Should I use React.createClass, ES6 Classes or stateless functional components?

So you’ve decided to build a React component. You know what it will do, what it’s called, and where it’ll go. But when you open your editor and go to write the first line, you’re confronted with the decision between three different ways to declare it? Why three? And which one should you use?

Luckily, this decision doesn’t need to be a hindrance. In fact, with a little history and two simple rules, it’ll only take a few seconds to get on with the job of writing your component. And without further adieu, here’s the first rule:

Rule 1: If your component needs to access this, use ES6 Classes

Stateless functions don’t have a this object; if you need anything defined on this other than props, you’ll need a component class.

But this.state and this.refs are important parts of many useful React components. Isn’t it a little weird to have this limitation?

Why don’t stateless functional components have this?

As you may know, JSX tags compile to plain old JavaScript objects — not HTML.

Let’s take a <div /> tag for example. Passing it to the JSX compiler will return this JavaScript:

React.createElement('div')

And as React’s documentation shows, this just returns a ReactElement – i.e. a plain JavaScript object. The structure of this ReactElement looks something like this:

{ type: 'div', props: {}, ref: null, key: null }

But this presents an interesting problem; if each call to your component’s render function produces a new object, how is it that its this object continues to contain the same state and refs between renders? Indeed, how is it that a plain old JavaScript object is connected to the DOM at all?

React Elements and Class Instances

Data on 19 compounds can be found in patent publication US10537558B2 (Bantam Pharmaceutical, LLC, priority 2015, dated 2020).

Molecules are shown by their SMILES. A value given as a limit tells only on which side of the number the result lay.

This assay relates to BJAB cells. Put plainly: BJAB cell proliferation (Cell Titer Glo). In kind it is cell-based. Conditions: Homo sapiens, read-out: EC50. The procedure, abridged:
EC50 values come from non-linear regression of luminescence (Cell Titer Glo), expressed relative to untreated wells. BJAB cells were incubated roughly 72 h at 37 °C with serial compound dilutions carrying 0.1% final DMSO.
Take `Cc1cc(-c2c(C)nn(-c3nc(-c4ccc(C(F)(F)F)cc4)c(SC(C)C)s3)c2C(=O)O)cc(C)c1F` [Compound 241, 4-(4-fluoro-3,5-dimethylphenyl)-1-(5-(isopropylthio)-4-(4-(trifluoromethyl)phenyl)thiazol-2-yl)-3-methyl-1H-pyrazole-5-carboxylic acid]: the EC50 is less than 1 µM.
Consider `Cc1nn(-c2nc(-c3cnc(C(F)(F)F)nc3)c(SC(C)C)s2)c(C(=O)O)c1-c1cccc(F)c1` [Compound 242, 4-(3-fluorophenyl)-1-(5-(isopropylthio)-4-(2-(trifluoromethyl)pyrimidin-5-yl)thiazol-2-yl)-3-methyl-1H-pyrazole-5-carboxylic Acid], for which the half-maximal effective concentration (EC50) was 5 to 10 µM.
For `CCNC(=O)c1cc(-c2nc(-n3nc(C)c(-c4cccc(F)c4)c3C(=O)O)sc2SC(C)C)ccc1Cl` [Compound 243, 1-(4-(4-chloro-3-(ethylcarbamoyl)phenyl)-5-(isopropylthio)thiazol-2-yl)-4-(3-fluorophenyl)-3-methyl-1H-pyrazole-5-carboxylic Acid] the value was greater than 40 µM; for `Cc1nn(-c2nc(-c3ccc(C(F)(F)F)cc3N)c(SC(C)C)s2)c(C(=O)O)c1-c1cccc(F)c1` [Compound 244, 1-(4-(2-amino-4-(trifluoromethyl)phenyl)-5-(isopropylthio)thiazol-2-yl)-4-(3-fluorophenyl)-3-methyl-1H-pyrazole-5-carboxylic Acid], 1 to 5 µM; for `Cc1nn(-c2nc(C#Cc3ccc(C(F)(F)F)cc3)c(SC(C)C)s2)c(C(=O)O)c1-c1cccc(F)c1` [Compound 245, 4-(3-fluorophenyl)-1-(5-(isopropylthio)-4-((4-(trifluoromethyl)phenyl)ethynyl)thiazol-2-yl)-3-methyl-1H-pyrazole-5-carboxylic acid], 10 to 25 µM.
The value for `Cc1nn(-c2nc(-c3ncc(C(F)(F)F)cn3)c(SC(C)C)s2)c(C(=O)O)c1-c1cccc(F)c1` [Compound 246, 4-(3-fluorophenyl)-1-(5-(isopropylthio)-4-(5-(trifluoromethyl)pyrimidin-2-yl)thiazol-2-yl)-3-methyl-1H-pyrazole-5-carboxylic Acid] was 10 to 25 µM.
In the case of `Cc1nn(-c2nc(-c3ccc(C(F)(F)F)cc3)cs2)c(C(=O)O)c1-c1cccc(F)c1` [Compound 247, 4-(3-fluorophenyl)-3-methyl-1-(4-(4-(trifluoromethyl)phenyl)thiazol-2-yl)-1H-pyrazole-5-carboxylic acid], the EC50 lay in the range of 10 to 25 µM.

Ok, I was being a little tricky above. I purposefully omitted an important step.

Remember that when you create a ReactElement with a JSX <div />, it isn’t connected to the DOM. It isn’t until you call ReactDOM.render on an element that it and its children are rendered to the DOM. But creating DOM nodes is not all that ReactDOM.render does – it also creates ReactComponent instances.

But what are these ReactComponent instances? Think about it this way: if a ReactElement is an instruction to React that you need an instance of your component, a ReactComponent is the actual component. Or to put it another way, rendering a ReactElement lets React know that we need a ReactComponent.

Let’s check your understanding with a quick quiz. Given the above explanation, do you know what type of object your component’s this is? Touch or hover your mouse over the box below to check your answer:

this is a ReactComponent instance. Each ReactComponent holds state, refs, etc.

Stateless Functional Components

But stateless functional components aren’t classes – they’re functions. They don’t have a persistent this property to attach a ReactComponent instance to. But while a this object expands a component’s possibilities, it also has a cost: keeping a ReactComponent linked up with its ReactElement objects takes work.